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Dixon

Angels Wear Black

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One of the symbolic choices made by the show's production staff which has always intrigued me was the way in which Millennium depicted angels.  

While the demons on the series took on many forms, the few angels we witnessed shared a similar form.  Consistently, throughout the show's three year run, messengers from heaven took on the same appearance during their time here on Earth.  Angels came to Frank Black as depressed young men clad all in black, shrouded in rain slicked black leather jackets.  

In many ways, this is the antithesis of the archetypical image we possess of an angels.  We saw angels take this form in "Powers, Principalities, Thrones and Dominions," "Midnight of the Century," and "Borrowed Time."  This was clearly a conscious decision on the part of the show's staff, just one of the many detailed symbols presented to us by the show's intricate episodes.

I'm interested in hearing other people's opinions regarding this artistic choice.  What do you think of the demographically specific angels in black seen on Millennium and what does their image suggest of their nature?   :angel:

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Millennium's depiction of angles was one of my favorite obsessed fan details. I'm not really sure why it is though. I don't think it's simply because it's the anithesis of the standard angel. It sort brought a very real melancholic feel to everything. How could the good who can see from up above be anything but somber, depressed, or as in "Borrowed Time", assholes. My favorite was Samiel from "Borrowed Time". A very understated character. His actions are never really adrressed which is what I love. It's like he knows something that none of us do and finds everything on earth almost petty. He's really arrogant but it implies he knows something that makes even death seem trite. This was one of the best examples of season three's attempt at sublty. It really worked the best in this episode. And it seems to affect Samual from "Powers, Princiapalities, Thrones, and Domions" in the opposite way. He's depressed. He doesn't want to deal with all the sadness here.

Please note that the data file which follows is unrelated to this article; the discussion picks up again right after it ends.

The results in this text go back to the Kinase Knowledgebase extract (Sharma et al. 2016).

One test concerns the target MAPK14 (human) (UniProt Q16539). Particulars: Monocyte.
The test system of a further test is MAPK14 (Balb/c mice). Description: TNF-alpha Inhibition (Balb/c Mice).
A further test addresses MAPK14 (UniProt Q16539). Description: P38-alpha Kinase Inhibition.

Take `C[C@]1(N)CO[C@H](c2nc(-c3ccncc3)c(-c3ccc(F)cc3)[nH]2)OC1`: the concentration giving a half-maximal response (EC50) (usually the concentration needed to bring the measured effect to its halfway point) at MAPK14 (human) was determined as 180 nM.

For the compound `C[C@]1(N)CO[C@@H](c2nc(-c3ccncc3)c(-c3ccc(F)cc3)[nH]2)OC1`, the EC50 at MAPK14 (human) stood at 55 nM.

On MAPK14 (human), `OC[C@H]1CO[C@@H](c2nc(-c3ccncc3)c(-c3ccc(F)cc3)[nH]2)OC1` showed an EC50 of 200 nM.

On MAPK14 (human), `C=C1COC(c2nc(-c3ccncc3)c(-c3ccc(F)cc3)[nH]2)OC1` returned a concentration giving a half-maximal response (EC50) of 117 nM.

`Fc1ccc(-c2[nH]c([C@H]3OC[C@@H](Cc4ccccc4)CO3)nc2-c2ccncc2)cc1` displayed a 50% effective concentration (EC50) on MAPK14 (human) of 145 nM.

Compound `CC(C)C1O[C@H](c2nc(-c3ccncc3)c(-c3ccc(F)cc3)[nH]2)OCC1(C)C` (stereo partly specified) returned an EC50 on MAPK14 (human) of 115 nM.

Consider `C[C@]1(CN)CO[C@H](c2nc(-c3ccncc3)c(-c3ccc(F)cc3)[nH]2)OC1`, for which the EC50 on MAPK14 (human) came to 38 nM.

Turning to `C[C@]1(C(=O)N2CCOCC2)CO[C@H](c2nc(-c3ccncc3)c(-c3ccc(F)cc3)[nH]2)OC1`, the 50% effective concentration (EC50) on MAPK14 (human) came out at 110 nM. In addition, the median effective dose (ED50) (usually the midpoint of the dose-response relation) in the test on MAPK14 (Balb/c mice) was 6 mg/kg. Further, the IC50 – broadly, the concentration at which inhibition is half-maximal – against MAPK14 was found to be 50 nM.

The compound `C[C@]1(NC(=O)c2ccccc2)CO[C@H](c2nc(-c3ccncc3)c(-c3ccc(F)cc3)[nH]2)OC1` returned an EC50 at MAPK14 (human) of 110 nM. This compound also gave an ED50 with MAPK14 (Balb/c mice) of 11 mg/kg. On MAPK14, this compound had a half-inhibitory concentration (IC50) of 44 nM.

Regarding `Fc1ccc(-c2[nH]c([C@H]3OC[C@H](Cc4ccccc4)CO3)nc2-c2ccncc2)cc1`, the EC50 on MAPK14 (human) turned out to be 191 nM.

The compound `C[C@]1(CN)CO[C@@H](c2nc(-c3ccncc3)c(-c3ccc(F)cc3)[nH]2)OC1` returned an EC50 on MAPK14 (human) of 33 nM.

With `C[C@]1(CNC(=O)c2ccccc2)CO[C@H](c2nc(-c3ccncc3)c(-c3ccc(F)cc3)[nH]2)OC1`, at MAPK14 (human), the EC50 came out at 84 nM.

Great topic. I'd love to hear other's views on this topic as well.

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Hi

Do you remember the "avenging angels" depicted in religious paintings, those wearing plate armors, silver spears, and so on...? I may downsize the question, but I think that it has to do with some kind of modernization of this concept. And it is a good forecast of what Matrix would show: heroes clad in black, clandestinity in the crowd and power of the mind as well as of the body. And by the way, who does not wear black today? There is not much imagination in garments and in what seems fashionable.

I think too that it is exactly what gives to MM the gothic touch I enjoy a lot. Are they fallen angels or angels on a mission? I would not guess it from Samiel's behavior.

Regards